Adults aren't the only ones whose diets can suffer as a result of hectic modern lifestyles. According to a new Penn State study, children overeat significantly when served large portions of popular, calorie-dense (CD) foods. Researchers suggest that controlling calorie content and portion size can significantly reduce children's overall calorie intake.
Researchers at Penn's Department of Nutritional Sciences argue that the best way to tackle kids' tendency toward overindulgence is to serve up an alternative diet. They say commercially available low CD items, like un-breaded, grilled chicken pieces and reduced-sugar applesauce, can turn up big results on health without turning up too many noses.
"Strategies to reduce calories can be easily implemented in homes and childcare settings, and can be strategically combined with changes in portion size by serving larger portions of lower-CD foods with smaller portions of higher-CD foods," says Barbara Rolls, professor of nutritional science and co-author of the study. The study is published in the journal Physiology & Behavior.
For the study, researchers served up lunches of varying portion size and CD to children in three separate childcare centers — the normal eating environments for those taking part. The special lunches were provided once a week for six weeks to 120 children ages 3 to 5 years. Across the six meals, all items were served at three levels of portion size — 100%, 150% or 200%, and two levels of caloric density — 100% or 142%.
The menu offered either lower-calorie or higher-calorie versions of what appeared to be the same dishes: chicken, macaroni and cheese, vegetables, applesauce, ketchup and milk. When the children were asked to rate the food they'd eaten, it turned out the lower-calorie and higher-calorie meals achieved similar levels of approval.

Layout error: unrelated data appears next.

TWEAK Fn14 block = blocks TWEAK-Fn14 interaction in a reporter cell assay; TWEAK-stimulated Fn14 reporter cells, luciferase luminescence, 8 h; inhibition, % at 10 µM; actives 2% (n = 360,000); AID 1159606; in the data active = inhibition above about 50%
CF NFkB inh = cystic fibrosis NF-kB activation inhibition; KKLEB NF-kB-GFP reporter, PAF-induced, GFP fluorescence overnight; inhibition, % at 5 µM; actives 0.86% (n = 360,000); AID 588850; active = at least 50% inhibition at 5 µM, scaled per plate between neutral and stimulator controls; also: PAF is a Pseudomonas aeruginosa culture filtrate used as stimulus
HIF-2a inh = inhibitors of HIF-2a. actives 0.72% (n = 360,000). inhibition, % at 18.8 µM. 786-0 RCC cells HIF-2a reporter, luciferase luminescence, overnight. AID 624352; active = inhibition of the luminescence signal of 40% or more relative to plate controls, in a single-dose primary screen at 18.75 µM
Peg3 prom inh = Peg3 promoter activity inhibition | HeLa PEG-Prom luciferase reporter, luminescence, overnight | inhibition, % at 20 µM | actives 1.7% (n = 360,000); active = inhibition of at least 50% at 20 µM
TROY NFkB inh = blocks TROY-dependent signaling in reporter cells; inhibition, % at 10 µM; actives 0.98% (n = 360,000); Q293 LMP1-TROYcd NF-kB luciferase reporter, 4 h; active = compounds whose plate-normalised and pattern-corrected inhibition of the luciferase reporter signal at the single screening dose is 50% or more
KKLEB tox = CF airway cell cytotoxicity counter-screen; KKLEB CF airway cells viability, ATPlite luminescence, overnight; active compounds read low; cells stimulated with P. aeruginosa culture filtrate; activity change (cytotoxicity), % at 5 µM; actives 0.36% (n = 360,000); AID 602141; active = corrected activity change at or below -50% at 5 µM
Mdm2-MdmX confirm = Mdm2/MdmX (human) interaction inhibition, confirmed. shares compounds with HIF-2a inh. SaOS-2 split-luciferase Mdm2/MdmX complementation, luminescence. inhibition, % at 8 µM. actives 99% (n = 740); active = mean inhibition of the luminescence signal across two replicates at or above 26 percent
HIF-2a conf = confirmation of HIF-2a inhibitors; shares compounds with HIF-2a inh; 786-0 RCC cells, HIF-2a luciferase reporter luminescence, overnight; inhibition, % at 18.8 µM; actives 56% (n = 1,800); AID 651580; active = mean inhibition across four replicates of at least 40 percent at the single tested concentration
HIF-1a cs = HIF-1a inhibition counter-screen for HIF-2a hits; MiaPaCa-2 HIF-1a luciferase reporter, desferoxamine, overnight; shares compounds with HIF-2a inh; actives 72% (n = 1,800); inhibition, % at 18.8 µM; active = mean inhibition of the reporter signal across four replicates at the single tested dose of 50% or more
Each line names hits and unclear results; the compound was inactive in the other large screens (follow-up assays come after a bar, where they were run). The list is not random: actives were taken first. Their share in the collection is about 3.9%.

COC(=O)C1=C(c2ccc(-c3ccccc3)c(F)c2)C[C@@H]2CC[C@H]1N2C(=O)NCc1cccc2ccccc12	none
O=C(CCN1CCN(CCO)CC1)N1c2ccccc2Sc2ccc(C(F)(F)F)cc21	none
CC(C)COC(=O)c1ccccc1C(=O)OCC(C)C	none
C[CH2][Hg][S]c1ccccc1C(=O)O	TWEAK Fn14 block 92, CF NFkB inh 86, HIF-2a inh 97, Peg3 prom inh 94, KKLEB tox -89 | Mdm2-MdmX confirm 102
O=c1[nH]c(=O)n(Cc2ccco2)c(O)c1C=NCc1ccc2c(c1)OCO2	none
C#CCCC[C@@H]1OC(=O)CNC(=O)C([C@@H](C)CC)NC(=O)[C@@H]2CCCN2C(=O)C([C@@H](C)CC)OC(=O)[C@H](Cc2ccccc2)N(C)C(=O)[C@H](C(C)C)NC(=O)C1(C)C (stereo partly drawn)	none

However, the combination of larger portion and higher CD meals meant the children's energy consumption increased by as much as 175 calories — or 79% — in a single meal. According to the National Institutes of Health (NIH), children ages 3 to 5 should have a daily intake of between 1,000 and 1,400 calories (depending on age, sex and activity levels) meaning the high CD meals represent a significant increase.
According to the researchers, few children were able to resist these effects. "We previously demonstrated that larger portions have a huge impact on children's intake," says Samantha Kling, co-author of the study. "We found that serving larger portions of food, along with higher-calorie-density options of those foods, led to the children consuming larger amounts of food and more calories overall."
Moderating the portion size and caloric density of the kinds of foods typically eaten by children, she says, could effectively reduce caloric intake without affecting acceptability. "There is a belief that young kids can self-regulate their food intake," says Rolls. "This study shows those signals are really easy to override." Indeed, we've already seen how, despite the efforts of the Healthy, Hunger-Free Kids Act of 2010, children are throwing away more healthy fruit and veggies than ever.
"Strategies that moderate the effects of portion size are practical and effective in reducing calorie intake," adds Rolls. "However, policy makers and food producers need to provide the resources and products to help parents and caregivers counter pervasive influences." So maybe, even if gentle persuasion won't help kids make better choices, a little sneaky substitution just might.